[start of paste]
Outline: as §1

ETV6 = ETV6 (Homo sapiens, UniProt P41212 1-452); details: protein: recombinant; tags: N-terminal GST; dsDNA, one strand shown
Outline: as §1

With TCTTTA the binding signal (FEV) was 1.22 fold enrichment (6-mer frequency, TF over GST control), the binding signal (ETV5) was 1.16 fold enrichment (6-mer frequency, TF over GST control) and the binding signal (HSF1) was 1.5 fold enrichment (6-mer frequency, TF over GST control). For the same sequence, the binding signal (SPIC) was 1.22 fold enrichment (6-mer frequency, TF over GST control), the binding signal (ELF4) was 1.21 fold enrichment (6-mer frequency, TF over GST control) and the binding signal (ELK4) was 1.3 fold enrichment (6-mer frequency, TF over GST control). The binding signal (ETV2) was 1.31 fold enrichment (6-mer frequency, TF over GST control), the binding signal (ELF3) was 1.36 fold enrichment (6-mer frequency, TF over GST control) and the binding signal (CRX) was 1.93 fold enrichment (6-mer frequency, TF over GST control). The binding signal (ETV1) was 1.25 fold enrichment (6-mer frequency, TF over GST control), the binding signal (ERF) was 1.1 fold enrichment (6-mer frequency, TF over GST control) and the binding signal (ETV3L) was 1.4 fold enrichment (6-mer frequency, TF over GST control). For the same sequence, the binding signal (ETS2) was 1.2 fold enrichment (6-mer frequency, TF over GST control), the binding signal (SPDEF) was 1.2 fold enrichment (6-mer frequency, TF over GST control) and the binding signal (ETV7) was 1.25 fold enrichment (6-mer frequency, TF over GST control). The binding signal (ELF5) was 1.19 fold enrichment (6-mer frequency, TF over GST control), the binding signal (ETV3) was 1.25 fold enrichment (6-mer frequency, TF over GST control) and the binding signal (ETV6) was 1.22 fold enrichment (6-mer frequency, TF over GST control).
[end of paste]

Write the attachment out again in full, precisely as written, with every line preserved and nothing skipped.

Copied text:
Outline: as §1

ETV6 = ETV6 (Homo sapiens, UniProt P41212 1-452); details: protein: recombinant; tags: N-terminal GST; dsDNA, one strand shown
Outline: as §1

With TCTTTA the binding signal (FEV) was 1.22 fold enrichment (6-mer frequency, TF over GST control), the binding signal (ETV5) was 1.16 fold enrichment (6-mer frequency, TF over GST control) and the binding signal (HSF1) was 1.5 fold enrichment (6-mer frequency, TF over GST control). For the same sequence, the binding signal (SPIC) was 1.22 fold enrichment (6-mer frequency, TF over GST control), the binding signal (ELF4) was 1.21 fold enrichment (6-mer frequency, TF over GST control) and the binding signal (ELK4) was 1.3 fold enrichment (6-mer frequency, TF over GST control). The binding signal (ETV2) was 1.31 fold enrichment (6-mer frequency, TF over GST control), the binding signal (ELF3) was 1.36 fold enrichment (6-mer frequency, TF over GST control) and the binding signal (CRX) was 1.93 fold enrichment (6-mer frequency, TF over GST control). The binding signal (ETV1) was 1.25 fold enrichment (6-mer frequency, TF over GST control), the binding signal (ERF) was 1.1 fold enrichment (6-mer frequency, TF over GST control) and the binding signal (ETV3L) was 1.4 fold enrichment (6-mer frequency, TF over GST control). For the same sequence, the binding signal (ETS2) was 1.2 fold enrichment (6-mer frequency, TF over GST control), the binding signal (SPDEF) was 1.2 fold enrichment (6-mer frequency, TF over GST control) and the binding signal (ETV7) was 1.25 fold enrichment (6-mer frequency, TF over GST control). The binding signal (ELF5) was 1.19 fold enrichment (6-mer frequency, TF over GST control), the binding signal (ETV3) was 1.25 fold enrichment (6-mer frequency, TF over GST control) and the binding signal (ETV6) was 1.22 fold enrichment (6-mer frequency, TF over GST control).